Compared to all of my crying at Tremblant, refs were throwing a TON of penalties on this bike. So there was no bullshit, which was a damn relief. Wouldn’t have mattered anyway this time around, because I wasn’t going to let it matter, because I was going to be gone. Aimed to hold an average of 295 watts and finished 282. Really lagged coming back from Kawaihae after being on track at 309 to the turnaround at Hawi. Ended up riding a 4:50, which was big and put me at #1 about 90 miles in before I traded spots with some guys the rest of the way to town. My thoughts are that I probably overcooked the climb to Hawi. No lucky clouds this year. When I came back into town, I was fighting to hold power in the 260’s, which is a fall, but not a blow up. I was ready to run smart, just like I’d been seeing it.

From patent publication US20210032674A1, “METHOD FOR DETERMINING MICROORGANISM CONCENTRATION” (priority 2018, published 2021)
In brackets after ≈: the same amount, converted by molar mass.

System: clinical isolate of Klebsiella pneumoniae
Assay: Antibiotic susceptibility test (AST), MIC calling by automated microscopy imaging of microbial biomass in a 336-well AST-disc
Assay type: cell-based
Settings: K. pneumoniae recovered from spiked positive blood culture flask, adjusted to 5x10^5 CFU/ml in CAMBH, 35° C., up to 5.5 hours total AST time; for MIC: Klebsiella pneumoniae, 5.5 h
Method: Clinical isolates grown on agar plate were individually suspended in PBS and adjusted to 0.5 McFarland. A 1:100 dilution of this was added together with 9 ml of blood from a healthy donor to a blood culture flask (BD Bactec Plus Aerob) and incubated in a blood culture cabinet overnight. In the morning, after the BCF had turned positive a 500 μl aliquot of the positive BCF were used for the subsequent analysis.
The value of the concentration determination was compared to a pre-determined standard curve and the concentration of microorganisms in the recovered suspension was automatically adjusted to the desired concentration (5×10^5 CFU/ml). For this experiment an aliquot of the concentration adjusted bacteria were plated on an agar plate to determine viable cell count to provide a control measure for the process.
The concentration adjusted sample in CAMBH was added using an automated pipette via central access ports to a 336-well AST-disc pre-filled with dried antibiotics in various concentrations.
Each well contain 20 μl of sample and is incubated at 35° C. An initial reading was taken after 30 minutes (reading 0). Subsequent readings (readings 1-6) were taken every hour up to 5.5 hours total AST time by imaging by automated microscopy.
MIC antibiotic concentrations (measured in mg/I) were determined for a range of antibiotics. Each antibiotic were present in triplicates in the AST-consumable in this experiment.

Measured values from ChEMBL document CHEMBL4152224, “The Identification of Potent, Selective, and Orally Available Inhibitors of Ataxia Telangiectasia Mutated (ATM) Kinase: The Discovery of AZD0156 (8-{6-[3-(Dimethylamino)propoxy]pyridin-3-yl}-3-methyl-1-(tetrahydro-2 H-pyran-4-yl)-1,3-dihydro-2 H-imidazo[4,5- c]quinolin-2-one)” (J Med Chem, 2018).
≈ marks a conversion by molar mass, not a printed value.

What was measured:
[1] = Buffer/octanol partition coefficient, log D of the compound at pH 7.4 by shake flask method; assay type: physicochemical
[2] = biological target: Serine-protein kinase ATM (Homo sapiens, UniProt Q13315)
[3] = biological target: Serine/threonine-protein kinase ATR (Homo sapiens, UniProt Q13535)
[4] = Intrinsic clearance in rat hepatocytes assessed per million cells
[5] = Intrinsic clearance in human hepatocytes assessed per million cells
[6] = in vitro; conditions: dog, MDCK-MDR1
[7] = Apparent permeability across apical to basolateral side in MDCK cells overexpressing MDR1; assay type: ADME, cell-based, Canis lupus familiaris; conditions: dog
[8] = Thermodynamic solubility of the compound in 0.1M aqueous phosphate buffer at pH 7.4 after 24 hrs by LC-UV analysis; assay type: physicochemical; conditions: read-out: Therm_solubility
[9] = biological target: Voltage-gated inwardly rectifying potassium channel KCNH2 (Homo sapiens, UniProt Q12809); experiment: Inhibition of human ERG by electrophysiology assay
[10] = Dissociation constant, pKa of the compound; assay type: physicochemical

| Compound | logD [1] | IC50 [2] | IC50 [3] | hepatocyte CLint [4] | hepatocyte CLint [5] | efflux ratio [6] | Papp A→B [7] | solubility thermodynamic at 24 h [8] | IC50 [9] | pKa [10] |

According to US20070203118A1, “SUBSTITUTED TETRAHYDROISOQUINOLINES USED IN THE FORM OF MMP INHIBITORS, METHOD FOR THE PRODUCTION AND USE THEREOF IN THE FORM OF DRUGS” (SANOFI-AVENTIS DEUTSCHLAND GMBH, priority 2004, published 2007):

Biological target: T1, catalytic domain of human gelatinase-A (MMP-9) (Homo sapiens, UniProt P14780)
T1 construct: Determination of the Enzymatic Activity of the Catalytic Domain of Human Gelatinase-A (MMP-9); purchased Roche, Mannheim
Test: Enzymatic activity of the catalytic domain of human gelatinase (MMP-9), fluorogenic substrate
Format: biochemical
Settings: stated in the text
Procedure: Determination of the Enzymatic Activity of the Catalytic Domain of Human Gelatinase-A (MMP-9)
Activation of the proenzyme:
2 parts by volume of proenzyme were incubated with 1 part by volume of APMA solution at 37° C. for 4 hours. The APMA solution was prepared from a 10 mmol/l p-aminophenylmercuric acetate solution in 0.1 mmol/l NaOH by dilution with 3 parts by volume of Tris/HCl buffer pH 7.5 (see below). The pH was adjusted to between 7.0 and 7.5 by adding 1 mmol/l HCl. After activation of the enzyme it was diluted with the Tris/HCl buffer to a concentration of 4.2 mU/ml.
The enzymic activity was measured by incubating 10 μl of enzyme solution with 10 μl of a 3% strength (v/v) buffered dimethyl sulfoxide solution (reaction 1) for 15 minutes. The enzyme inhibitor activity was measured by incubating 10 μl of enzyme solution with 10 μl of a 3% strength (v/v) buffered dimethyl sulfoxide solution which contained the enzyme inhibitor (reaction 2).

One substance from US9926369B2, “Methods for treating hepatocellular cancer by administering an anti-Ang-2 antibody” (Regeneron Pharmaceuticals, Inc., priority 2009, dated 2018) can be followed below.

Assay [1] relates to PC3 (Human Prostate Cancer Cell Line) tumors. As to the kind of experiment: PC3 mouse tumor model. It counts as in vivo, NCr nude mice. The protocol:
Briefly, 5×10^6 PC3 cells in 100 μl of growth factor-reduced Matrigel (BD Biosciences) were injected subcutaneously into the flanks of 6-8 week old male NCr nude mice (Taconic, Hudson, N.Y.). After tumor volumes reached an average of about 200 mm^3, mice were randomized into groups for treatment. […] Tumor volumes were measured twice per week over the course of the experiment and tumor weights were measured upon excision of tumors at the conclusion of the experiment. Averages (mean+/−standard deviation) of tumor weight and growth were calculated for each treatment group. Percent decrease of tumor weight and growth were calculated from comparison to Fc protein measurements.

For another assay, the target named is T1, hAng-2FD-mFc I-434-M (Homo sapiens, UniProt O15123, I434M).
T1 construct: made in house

Miles 1-10 in Kona take on rollers and the coast. In the past, I’ve remembered it being cooler than the highway. My plan was to keep it in the 715-745 pace those first 10, depending on the rollers. And it was good. Tough, obviously, but under control, and thoughtful…meaning I was backing off, keeping calm, trying to be tactical with the terrain. I was managing the race — it absolutely felt that way. At mile 8, I checked my watch and there was even a point there where I told myself to back off…even if just a little bit. At 9, the sun seemed suddenly hot, and then my body followed, and then things quickly shifted. Walking up Palani at 10, I wasn’t straight. Two volunteers asked me if I needed help as I acted like a kid trying to hide a virgin drunk from his parents. They followed me for a bit. I heard them talking to other people behind me about the way I was moving and something about a “pull.” This is all probably over-dramatic, but I have never DNF’d, and could never imagine it at Kona. I was scared and saw it happening there. Never felt like that before. Like I was hollow and about to topple. And yo - this ain’t my first rodeo. But I made it to the top of the hill and then the clouds showed up. There was a lot of walking. At a point, I sat down, took my shoes off and rubbed bag balm all over my feet. Then I made it to an aid station and had everything, but more importantly — Red Bull and coke. And then what eventually felt like a miracle — I came back. I mean, not really…but I started running again, and actually put a few miles away at about a 7:45 pace. I’m sure it looked rough from the outside looking on…but to me, it felt like I was riding a chariot on fire, being pulled through the sky by a team of magic, screaming eagles. None of this lasted very long, but it showed me the depths of the pendulum that can occur during an Ironman - even more so Ironman Kona. The majority of the rest of my run was a slog, but a slog I was very grateful and proud to be a part of. It made for a very satisfying day. Around mile 22, my buddy, the very fast usually faster Brad Williams came up on me and wouldn’t let me lag. He probably gave 3 minutes of his own time to pull me to the line and give me 3. We crossed together and flew some colors. Great end to a fierce day. A damn fierce day.